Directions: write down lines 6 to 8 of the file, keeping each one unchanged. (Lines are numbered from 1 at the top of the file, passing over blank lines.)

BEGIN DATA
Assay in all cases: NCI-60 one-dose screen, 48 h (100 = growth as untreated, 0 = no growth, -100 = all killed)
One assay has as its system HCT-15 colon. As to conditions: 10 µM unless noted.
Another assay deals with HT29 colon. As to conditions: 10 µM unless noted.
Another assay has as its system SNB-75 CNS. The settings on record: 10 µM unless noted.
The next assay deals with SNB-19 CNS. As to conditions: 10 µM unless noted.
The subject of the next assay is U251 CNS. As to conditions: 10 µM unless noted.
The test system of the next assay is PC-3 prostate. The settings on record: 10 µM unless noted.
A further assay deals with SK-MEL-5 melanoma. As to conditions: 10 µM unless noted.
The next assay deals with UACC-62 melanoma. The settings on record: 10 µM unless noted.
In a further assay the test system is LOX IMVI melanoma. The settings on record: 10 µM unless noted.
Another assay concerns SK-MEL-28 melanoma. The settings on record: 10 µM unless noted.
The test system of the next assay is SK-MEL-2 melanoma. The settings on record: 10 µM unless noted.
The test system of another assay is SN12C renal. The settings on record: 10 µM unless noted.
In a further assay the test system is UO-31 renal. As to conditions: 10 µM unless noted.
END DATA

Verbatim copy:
The subject of the next assay is U251 CNS. As to conditions: 10 µM unless noted.
The test system of the next assay is PC-3 prostate. The settings on record: 10 µM unless noted.
A further assay deals with SK-MEL-5 melanoma. As to conditions: 10 µM unless noted.